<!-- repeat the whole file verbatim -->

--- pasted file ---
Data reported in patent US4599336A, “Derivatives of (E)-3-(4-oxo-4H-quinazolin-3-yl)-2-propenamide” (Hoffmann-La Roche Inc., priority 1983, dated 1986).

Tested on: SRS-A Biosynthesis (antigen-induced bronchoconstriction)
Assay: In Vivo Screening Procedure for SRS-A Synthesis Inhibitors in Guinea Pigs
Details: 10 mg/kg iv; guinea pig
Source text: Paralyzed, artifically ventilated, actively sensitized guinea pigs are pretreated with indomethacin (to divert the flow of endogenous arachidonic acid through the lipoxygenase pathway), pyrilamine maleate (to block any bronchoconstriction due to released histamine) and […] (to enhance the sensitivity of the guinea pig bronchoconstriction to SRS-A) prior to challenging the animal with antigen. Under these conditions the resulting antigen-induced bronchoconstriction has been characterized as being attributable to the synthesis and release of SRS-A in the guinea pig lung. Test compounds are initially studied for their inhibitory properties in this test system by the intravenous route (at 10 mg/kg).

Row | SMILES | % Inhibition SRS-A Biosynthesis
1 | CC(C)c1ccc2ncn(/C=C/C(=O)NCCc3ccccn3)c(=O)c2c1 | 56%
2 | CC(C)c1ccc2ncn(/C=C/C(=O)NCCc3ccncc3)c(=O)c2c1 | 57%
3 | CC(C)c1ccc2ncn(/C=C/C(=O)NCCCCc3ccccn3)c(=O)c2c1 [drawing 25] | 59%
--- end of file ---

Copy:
Data reported in patent US4599336A, “Derivatives of (E)-3-(4-oxo-4H-quinazolin-3-yl)-2-propenamide” (Hoffmann-La Roche Inc., priority 1983, dated 1986).

Tested on: SRS-A Biosynthesis (antigen-induced bronchoconstriction)
Assay: In Vivo Screening Procedure for SRS-A Synthesis Inhibitors in Guinea Pigs
Details: 10 mg/kg iv; guinea pig
Source text: Paralyzed, artifically ventilated, actively sensitized guinea pigs are pretreated with indomethacin (to divert the flow of endogenous arachidonic acid through the lipoxygenase pathway), pyrilamine maleate (to block any bronchoconstriction due to released histamine) and […] (to enhance the sensitivity of the guinea pig bronchoconstriction to SRS-A) prior to challenging the animal with antigen. Under these conditions the resulting antigen-induced bronchoconstriction has been characterized as being attributable to the synthesis and release of SRS-A in the guinea pig lung. Test compounds are initially studied for their inhibitory properties in this test system by the intravenous route (at 10 mg/kg).

Row | SMILES | % Inhibition SRS-A Biosynthesis
1 | CC(C)c1ccc2ncn(/C=C/C(=O)NCCc3ccccn3)c(=O)c2c1 | 56%
2 | CC(C)c1ccc2ncn(/C=C/C(=O)NCCc3ccncc3)c(=O)c2c1 | 57%
3 | CC(C)c1ccc2ncn(/C=C/C(=O)NCCCCc3ccccn3)c(=O)c2c1 [drawing 25] | 59%